In spite of everything that’s happened, I’ve never thought of myself that way. Being a victim means being powerless. That you won’t take action. Always, always I’ve done something to fight for myself for others. No matter what.
My adventures in mead making are beginning to diversify.
I’ve got 1 gallon of orange blossom mead that’s going to be an orange spiced mead (top right), the others are all a clover mead base including blueberry (top left), orange/ blood orange (middle left), and plain clover(bottom left) to top off the others when it’s time to separate them from the fruit.
On the right we have strawberry (2nd from top on right), black berry (3rd from the top on the right), and combination apple, cinnamon, and vanilla (bottom right).
I added all these flavors in secondary to try out for the first time. If i like them ill probably try doing a batch with some of the flavors introduced in primary fermentation. But we’ll have to see in a few weeks how they turn out.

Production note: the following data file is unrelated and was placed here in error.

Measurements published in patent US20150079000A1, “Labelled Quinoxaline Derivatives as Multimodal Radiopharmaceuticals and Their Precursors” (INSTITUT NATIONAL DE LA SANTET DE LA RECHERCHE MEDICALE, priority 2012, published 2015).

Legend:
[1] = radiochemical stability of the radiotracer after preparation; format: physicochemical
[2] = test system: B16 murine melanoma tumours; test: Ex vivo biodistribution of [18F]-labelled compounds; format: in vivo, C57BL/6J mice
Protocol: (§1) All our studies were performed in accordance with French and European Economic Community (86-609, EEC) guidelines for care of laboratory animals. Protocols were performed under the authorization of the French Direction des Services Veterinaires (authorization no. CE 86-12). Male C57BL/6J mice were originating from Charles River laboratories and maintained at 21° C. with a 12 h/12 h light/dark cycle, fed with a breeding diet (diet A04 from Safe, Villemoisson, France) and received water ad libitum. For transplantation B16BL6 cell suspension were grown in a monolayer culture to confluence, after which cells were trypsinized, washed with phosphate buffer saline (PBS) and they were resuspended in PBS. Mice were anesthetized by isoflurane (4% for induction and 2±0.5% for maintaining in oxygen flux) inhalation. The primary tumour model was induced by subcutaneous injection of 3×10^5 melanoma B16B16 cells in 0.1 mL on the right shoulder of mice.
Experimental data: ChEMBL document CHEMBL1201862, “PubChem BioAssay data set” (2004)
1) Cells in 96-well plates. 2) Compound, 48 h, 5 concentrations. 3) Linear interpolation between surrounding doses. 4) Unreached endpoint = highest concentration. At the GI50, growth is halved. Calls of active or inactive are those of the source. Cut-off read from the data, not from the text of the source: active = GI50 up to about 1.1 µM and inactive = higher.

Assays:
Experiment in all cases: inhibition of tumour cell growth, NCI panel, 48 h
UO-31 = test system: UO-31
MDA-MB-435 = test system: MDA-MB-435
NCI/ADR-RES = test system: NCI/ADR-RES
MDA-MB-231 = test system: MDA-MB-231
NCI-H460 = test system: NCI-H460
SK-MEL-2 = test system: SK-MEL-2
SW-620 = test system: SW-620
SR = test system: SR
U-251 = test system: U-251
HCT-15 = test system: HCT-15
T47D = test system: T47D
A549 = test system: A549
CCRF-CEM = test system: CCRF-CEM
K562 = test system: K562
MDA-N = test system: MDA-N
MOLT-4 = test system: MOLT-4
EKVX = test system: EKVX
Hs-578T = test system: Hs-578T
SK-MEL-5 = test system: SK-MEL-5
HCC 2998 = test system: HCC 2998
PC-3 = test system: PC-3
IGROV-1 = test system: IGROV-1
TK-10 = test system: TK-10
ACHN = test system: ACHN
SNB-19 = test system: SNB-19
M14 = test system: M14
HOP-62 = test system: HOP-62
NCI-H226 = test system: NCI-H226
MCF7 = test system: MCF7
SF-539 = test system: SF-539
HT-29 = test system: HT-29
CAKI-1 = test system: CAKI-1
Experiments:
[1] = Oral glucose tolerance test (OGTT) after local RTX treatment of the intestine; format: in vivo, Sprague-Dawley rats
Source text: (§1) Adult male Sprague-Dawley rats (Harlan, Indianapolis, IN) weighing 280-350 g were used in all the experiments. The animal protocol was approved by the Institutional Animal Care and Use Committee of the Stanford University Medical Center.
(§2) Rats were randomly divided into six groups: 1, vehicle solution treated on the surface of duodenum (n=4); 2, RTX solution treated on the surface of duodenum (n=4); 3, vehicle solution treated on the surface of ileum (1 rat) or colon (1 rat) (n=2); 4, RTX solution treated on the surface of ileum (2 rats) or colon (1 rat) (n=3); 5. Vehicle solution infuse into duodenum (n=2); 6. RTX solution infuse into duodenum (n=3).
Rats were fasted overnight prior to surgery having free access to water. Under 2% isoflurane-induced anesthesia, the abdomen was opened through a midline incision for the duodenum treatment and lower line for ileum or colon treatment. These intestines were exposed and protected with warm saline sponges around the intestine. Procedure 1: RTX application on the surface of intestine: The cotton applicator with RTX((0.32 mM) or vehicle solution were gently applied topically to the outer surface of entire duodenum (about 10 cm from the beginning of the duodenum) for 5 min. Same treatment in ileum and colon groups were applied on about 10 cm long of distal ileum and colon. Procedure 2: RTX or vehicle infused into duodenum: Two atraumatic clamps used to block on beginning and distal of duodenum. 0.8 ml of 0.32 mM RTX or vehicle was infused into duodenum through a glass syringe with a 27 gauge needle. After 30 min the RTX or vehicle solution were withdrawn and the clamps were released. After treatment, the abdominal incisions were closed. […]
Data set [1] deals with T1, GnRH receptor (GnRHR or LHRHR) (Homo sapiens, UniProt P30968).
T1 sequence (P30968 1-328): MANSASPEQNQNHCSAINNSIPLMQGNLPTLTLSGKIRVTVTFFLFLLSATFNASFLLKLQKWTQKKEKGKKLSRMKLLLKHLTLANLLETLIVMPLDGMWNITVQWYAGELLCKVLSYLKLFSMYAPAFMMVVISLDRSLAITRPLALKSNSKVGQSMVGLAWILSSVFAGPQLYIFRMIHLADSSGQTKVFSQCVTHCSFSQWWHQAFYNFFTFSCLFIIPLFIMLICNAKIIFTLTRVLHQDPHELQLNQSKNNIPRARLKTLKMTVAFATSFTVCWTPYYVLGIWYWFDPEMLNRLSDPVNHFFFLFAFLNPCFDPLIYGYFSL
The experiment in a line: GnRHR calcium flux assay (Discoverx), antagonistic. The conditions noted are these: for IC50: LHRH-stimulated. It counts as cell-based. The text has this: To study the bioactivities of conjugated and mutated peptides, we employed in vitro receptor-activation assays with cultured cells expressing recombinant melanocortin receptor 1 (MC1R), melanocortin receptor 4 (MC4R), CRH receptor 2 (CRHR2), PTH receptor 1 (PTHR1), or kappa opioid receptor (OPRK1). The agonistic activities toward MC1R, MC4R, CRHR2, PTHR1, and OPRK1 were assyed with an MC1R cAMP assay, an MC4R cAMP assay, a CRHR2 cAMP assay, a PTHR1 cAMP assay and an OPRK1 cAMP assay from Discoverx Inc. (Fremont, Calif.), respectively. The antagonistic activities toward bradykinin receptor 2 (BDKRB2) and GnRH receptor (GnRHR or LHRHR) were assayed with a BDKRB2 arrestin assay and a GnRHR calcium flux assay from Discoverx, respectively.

1. Beer is cheaper than water in Poland. 2. You are expected to pay for everything with coins, which makes having the necessary coins almost impossible. 3. Poles are convinced that drinking tap water will kill you. 4. Other everyday dangers include: air conditioning, putting ice in your drink, opening windows (unless you put cotton in your ears first), and eating the ends of bananas. 5. Poles bake cakes, not cookies 6. In the fall, instead of pumpkin-spiced lattes, Poles get excited about hot beer, mulled wine, cider, and mead - all of which are way better than pumpkin-spiced anything. 7. Poland is generally a safe country, except for the football hooligans. And the drunken tourists. 8. Ikea in Poland is the cheapest in the world, especially their hot dogs, which only cost $0.27. 9. Poles often seem distant at first, but once you get to know them, they become the warmest, most hospitable people you know. 10. Polish men have terrible fashion sense, but Polish women have impeccable style and dress to the nines, even if they are just going to the grocery store. 11. Everyone will look at your shoes 12. Every Polish family has at least one member who makes moonshine; and pickling is everyone’s hobby. 13. Jars and high-quality plastic bags are treated like endangered species that must be preserved. 14. Poles have an unnatural love for pigeons and sausage dogs. 15. The only time you get ketchup for free with your meal is when you order pizza. 16. Chivalry is alive and well in Poland, which is to say that playing to traditional gender roles will get you much farther with the opposite sex. 17. Polish women love making eye contact with strangers 18. Proving your love for a Polish lady usually means proving to her family that you can hold your vodka at every get-together. 19. With the exception of jazz, Polish music is mostly terrible. 20. Like most Polish traditions, forcing guests to overeat is something no one enjoys, but everyone does. 21. The government employs dozens of people to do the same job, because, as any of the people in that job will tell you, everything is someone else’s responsibility. 22. Church and State are not separate in Poland. In fact, Catholicism and patriotism are essentially the same thing. 23. People’s last names are often ordinary objects, which results in the people in your life having names like Dr. Spider, Mr. Book, Mrs. Horseradish and so on. 24. Slippers are worn at home year-round, and it’s imperative to keep several pairs for guests. 25. Once anything occurs more than twice, it becomes a permanent and hallowed tradition. 26. Poles generally like Americans, but are suspicious of the ones who willingly choose to live in their country. 27. Poles are extremely sensitive, and foreigners aren’t actually qualified to tell them anything about their home country (no matter how long they’ve lived there)